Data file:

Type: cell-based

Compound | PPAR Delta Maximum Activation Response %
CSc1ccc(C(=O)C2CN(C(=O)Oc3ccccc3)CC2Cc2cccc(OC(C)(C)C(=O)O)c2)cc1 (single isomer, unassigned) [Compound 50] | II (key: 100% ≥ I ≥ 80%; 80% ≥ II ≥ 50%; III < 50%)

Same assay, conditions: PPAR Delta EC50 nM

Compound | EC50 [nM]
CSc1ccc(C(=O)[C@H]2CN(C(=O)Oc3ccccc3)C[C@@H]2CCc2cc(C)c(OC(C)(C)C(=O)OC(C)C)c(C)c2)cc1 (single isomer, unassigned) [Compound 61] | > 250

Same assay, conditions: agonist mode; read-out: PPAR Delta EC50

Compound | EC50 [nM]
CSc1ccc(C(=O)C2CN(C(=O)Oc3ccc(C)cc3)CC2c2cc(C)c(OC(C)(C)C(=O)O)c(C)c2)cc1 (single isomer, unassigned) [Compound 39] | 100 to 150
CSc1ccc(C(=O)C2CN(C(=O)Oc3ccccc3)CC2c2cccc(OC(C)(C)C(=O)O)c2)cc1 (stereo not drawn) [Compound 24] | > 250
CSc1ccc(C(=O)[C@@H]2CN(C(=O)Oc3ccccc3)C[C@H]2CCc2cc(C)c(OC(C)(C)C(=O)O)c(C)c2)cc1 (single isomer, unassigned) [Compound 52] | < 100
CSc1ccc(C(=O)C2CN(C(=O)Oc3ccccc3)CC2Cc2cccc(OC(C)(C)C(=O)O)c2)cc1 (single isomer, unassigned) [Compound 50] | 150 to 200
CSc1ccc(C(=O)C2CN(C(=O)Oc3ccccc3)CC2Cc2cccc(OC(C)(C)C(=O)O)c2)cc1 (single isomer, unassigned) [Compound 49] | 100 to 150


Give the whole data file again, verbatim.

Type: cell-based

Compound | PPAR Delta Maximum Activation Response %
CSc1ccc(C(=O)C2CN(C(=O)Oc3ccccc3)CC2Cc2cccc(OC(C)(C)C(=O)O)c2)cc1 (single isomer, unassigned) [Compound 50] | II (key: 100% ≥ I ≥ 80%; 80% ≥ II ≥ 50%; III < 50%)

Same assay, conditions: PPAR Delta EC50 nM

Compound | EC50 [nM]
CSc1ccc(C(=O)[C@H]2CN(C(=O)Oc3ccccc3)C[C@@H]2CCc2cc(C)c(OC(C)(C)C(=O)OC(C)C)c(C)c2)cc1 (single isomer, unassigned) [Compound 61] | > 250

Same assay, conditions: agonist mode; read-out: PPAR Delta EC50

Compound | EC50 [nM]
CSc1ccc(C(=O)C2CN(C(=O)Oc3ccc(C)cc3)CC2c2cc(C)c(OC(C)(C)C(=O)O)c(C)c2)cc1 (single isomer, unassigned) [Compound 39] | 100 to 150
CSc1ccc(C(=O)C2CN(C(=O)Oc3ccccc3)CC2c2cccc(OC(C)(C)C(=O)O)c2)cc1 (stereo not drawn) [Compound 24] | > 250
CSc1ccc(C(=O)[C@@H]2CN(C(=O)Oc3ccccc3)C[C@H]2CCc2cc(C)c(OC(C)(C)C(=O)O)c(C)c2)cc1 (single isomer, unassigned) [Compound 52] | < 100
CSc1ccc(C(=O)C2CN(C(=O)Oc3ccccc3)CC2Cc2cccc(OC(C)(C)C(=O)O)c2)cc1 (single isomer, unassigned) [Compound 50] | 150 to 200
CSc1ccc(C(=O)C2CN(C(=O)Oc3ccccc3)CC2Cc2cccc(OC(C)(C)C(=O)O)c2)cc1 (single isomer, unassigned) [Compound 49] | 100 to 150